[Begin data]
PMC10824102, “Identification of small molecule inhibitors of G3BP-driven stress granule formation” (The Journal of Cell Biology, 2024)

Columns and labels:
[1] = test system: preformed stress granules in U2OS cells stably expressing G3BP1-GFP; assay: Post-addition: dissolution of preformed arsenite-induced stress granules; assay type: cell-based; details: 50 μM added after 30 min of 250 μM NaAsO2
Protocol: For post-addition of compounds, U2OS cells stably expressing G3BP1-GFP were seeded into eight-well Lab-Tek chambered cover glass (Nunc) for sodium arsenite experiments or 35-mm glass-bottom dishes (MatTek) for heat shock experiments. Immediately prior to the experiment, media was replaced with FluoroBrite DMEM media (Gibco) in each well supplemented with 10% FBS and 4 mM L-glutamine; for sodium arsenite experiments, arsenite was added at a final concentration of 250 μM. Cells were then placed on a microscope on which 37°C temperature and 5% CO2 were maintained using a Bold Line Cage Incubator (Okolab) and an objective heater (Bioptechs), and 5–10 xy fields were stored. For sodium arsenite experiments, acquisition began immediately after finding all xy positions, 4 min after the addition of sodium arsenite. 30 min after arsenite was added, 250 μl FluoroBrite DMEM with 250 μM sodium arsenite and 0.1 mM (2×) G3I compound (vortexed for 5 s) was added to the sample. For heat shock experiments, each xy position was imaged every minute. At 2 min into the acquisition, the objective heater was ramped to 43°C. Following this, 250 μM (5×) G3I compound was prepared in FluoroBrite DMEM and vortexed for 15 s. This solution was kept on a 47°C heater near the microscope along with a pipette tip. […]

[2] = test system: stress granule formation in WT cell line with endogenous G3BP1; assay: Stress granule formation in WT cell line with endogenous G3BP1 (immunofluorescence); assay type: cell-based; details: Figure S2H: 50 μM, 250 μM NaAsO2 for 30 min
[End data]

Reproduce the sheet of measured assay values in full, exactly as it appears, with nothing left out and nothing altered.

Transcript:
PMC10824102, “Identification of small molecule inhibitors of G3BP-driven stress granule formation” (The Journal of Cell Biology, 2024)

Columns and labels:
[1] = test system: preformed stress granules in U2OS cells stably expressing G3BP1-GFP; assay: Post-addition: dissolution of preformed arsenite-induced stress granules; assay type: cell-based; details: 50 μM added after 30 min of 250 μM NaAsO2
Protocol: For post-addition of compounds, U2OS cells stably expressing G3BP1-GFP were seeded into eight-well Lab-Tek chambered cover glass (Nunc) for sodium arsenite experiments or 35-mm glass-bottom dishes (MatTek) for heat shock experiments. Immediately prior to the experiment, media was replaced with FluoroBrite DMEM media (Gibco) in each well supplemented with 10% FBS and 4 mM L-glutamine; for sodium arsenite experiments, arsenite was added at a final concentration of 250 μM. Cells were then placed on a microscope on which 37°C temperature and 5% CO2 were maintained using a Bold Line Cage Incubator (Okolab) and an objective heater (Bioptechs), and 5–10 xy fields were stored. For sodium arsenite experiments, acquisition began immediately after finding all xy positions, 4 min after the addition of sodium arsenite. 30 min after arsenite was added, 250 μl FluoroBrite DMEM with 250 μM sodium arsenite and 0.1 mM (2×) G3I compound (vortexed for 5 s) was added to the sample. For heat shock experiments, each xy position was imaged every minute. At 2 min into the acquisition, the objective heater was ramped to 43°C. Following this, 250 μM (5×) G3I compound was prepared in FluoroBrite DMEM and vortexed for 15 s. This solution was kept on a 47°C heater near the microscope along with a pipette tip. […]

[2] = test system: stress granule formation in WT cell line with endogenous G3BP1; assay: Stress granule formation in WT cell line with endogenous G3BP1 (immunofluorescence); assay type: cell-based; details: Figure S2H: 50 μM, 250 μM NaAsO2 for 30 min